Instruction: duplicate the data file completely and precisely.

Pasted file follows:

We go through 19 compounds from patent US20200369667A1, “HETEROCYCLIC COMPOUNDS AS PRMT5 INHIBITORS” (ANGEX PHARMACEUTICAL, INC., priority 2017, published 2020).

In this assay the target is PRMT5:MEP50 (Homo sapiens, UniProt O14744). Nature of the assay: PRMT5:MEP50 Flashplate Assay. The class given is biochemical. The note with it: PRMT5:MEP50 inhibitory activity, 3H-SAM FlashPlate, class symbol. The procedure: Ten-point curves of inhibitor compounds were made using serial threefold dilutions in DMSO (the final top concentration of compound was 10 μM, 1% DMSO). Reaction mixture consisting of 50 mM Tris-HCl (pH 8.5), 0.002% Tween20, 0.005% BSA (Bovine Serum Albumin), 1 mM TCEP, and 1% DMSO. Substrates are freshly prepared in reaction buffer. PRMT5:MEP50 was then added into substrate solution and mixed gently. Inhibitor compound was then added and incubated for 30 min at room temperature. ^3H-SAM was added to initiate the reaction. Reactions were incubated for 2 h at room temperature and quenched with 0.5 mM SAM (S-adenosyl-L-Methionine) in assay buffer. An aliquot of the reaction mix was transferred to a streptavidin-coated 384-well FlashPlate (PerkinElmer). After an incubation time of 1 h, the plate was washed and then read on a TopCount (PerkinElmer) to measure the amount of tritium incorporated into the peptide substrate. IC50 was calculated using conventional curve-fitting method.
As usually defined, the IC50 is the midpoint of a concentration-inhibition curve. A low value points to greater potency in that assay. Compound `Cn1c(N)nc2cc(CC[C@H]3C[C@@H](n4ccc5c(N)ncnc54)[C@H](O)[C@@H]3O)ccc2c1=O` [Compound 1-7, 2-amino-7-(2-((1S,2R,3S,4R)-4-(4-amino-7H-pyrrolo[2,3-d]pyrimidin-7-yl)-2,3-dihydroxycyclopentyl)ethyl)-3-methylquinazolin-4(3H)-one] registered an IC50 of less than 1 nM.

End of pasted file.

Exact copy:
We go through 19 compounds from patent US20200369667A1, “HETEROCYCLIC COMPOUNDS AS PRMT5 INHIBITORS” (ANGEX PHARMACEUTICAL, INC., priority 2017, published 2020).

In this assay the target is PRMT5:MEP50 (Homo sapiens, UniProt O14744). Nature of the assay: PRMT5:MEP50 Flashplate Assay. The class given is biochemical. The note with it: PRMT5:MEP50 inhibitory activity, 3H-SAM FlashPlate, class symbol. The procedure: Ten-point curves of inhibitor compounds were made using serial threefold dilutions in DMSO (the final top concentration of compound was 10 μM, 1% DMSO). Reaction mixture consisting of 50 mM Tris-HCl (pH 8.5), 0.002% Tween20, 0.005% BSA (Bovine Serum Albumin), 1 mM TCEP, and 1% DMSO. Substrates are freshly prepared in reaction buffer. PRMT5:MEP50 was then added into substrate solution and mixed gently. Inhibitor compound was then added and incubated for 30 min at room temperature. ^3H-SAM was added to initiate the reaction. Reactions were incubated for 2 h at room temperature and quenched with 0.5 mM SAM (S-adenosyl-L-Methionine) in assay buffer. An aliquot of the reaction mix was transferred to a streptavidin-coated 384-well FlashPlate (PerkinElmer). After an incubation time of 1 h, the plate was washed and then read on a TopCount (PerkinElmer) to measure the amount of tritium incorporated into the peptide substrate. IC50 was calculated using conventional curve-fitting method.
As usually defined, the IC50 is the midpoint of a concentration-inhibition curve. A low value points to greater potency in that assay. Compound `Cn1c(N)nc2cc(CC[C@H]3C[C@@H](n4ccc5c(N)ncnc54)[C@H](O)[C@@H]3O)ccc2c1=O` [Compound 1-7, 2-amino-7-(2-((1S,2R,3S,4R)-4-(4-amino-7H-pyrrolo[2,3-d]pyrimidin-7-yl)-2,3-dihydroxycyclopentyl)ethyl)-3-methylquinazolin-4(3H)-one] registered an IC50 of less than 1 nM.